The National Front became relevant only as it became obvious that conventional conservative politicians were failing to do what conservative politicians are elected to do—adapt to change, but preserve the institutions, the structures, the core national interests of the nations whose voters elect them. Marine Le Pen clearly recognized this, and set to work mainstreaming her father’s party. It’s a long process—you can’t fire everyone at once, and there are always surprises. This past week it was reported that the long-serving vice president of the party, known as a sort of diligent technocrat with little public role, had said something to an interviewer nearly 20 years ago questioning one of the accepted facts of the Holocaust (while distinguishing himself from out-and-out “negationists”). It was on allegedly on tape. He quickly resigned, but it reminded everyone that quarter of a century ago, Jean Marie Le Pen had created a scandal by minimizing the significance of the Holocaust, and one can assume he did not discourage those looking to advance in the party from doing the same. No one in the National Front expects Jean Marie Le Pen to help out his daughter by just shutting up during the campaign. Some claim he is jealous of his daughter’s success and hopes to undermine her. In the next week, the anti-National Front media (i.e., most of it) will give him ample access to the microphone.

While Macron was focusing on the Shoah (a kind of politics that Alain Finkielkraut, a child of survivors, thought profane to incorporate in electoral campaigning), Le Pen announced an alliance with Nicolas DuPont-Aignan and named him her prime minister if she won. DuPont-Aignan is one of those politicians who have hovered near the top for a while without quite breaking into the presidential tier. A good-looking graduate of ENA (the career equivalent of being a Harvard Law graduate if there were no other Ivy League law schools), a man associated with the Gaullist center until he broke and formed his own Euro-skeptic party Debout La France in 2008. He ran for president twice, obtaining a non-ridiculous 4.7 percent and finishing 6th in an 11-person field last week.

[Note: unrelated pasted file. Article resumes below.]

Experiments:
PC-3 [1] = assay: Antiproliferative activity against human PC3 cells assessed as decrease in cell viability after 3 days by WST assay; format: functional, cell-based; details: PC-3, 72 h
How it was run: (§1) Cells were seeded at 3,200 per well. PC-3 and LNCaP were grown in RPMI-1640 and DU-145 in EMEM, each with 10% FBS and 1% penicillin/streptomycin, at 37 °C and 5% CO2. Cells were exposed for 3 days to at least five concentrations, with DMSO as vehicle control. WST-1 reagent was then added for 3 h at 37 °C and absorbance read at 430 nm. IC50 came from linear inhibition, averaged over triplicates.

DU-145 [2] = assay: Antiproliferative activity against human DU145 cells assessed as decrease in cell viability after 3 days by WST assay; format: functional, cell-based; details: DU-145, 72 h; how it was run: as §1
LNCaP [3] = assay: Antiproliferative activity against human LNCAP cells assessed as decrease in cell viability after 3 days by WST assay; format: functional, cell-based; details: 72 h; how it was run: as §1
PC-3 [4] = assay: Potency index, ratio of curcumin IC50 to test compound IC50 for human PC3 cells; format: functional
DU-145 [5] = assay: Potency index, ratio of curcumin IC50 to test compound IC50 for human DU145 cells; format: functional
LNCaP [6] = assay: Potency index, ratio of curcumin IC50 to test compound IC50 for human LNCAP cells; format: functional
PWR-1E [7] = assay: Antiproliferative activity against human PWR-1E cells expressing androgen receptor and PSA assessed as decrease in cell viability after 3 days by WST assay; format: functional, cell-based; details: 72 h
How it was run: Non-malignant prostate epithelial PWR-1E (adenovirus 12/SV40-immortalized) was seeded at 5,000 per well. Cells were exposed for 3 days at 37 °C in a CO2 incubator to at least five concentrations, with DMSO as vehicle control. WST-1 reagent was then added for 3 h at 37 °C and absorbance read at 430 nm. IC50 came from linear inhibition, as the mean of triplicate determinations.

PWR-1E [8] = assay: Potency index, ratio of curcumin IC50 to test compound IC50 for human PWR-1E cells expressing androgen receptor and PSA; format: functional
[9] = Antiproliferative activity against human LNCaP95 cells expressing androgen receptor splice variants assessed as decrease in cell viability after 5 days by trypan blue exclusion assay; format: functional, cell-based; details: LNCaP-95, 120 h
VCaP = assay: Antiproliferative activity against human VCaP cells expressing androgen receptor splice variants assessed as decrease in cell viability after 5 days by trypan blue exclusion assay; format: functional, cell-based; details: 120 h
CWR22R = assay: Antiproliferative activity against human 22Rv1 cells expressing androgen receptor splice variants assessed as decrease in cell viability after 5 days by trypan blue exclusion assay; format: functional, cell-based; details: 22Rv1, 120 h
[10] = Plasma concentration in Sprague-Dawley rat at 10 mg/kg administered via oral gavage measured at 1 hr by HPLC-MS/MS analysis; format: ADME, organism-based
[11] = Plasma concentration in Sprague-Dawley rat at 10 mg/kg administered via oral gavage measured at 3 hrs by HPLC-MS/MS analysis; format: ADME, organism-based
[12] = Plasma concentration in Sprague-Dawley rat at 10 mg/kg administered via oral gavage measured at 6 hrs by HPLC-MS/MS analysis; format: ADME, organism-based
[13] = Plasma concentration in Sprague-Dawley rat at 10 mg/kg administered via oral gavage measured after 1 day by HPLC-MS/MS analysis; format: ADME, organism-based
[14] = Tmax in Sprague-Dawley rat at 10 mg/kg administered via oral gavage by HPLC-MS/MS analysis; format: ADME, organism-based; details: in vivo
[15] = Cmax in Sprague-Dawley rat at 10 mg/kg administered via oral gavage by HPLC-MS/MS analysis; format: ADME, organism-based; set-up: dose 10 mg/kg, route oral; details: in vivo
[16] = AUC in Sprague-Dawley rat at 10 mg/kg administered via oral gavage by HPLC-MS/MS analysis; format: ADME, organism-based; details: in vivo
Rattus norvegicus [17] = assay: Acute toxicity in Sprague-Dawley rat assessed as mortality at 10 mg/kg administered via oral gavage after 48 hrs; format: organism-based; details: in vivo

He endorsement of Marine Le Pen gives the latter something she had long sought and never quite achieved—an alliance with another, mainstream party, the ability to show that her National Front was a party like any other, and that those who agreed with it on many issues could form alliances with it. Dupont-Aignan is a better orator than anyone else the National Front has, and he is extremely persuasive in arguing that the long-standing division between the establishment right and the populist right must be transcended if France hopes to retain its sovereignty and confront its main problems. The alliance has made him an significant national figure while giving the National Front added credibility—a fact likely to endure whatever happens next Sunday. The old talking heads of the establishment right are having aneurysms denouncing DuPont-Aignan’s betrayal of “Republican values,” but to my ears at least, their protests sound rote and hollow.

Through all of this, Le Pen and Dupont-Aignan are hitting Macron hard. At her rally today Marine Le Pen reminded voters that five years ago, the socialist Hollande had said in a campaign rally that the “unnamed” enemy of France is “finance”—the big power of the big banks. Well, Marine declaimed, now we know the name and what do you know, it’s the name of Hollande’s poulain Emmanual Macron, the former (Rothschild) banker. The word means protégée, but also young colt or foal, and it sounds like it ought to mean “little chicken.” The 39-year-old Macron gets portrayed as young and weak and inexperienced and linked to timeless great power of finance at the same time.

It was discovered a few weeks ago that Macron’s campaign has some links to members of an Islamic organization, the UOIF. This too is talked about, and it’s an open question whether French voters are are more disturbed about links to ancient fascists or contemporary Islamists.

No polls have been published since Dupont-Aignan joined Le Pen. The latest ones had Macron still ahead by 19 or 20 points. Too much to make up in six days. My National Front contacts still say so. Nonetheless, if you just look at the images on TV, Le Pen should be winning.

about the author

Scott McConnell is a founding editor of The American Conservative and the author of Ex-Neocon: Dispatches From the Post-9/11 Ideological Wars. Follow him on Twitter at @ScottMcConnell9.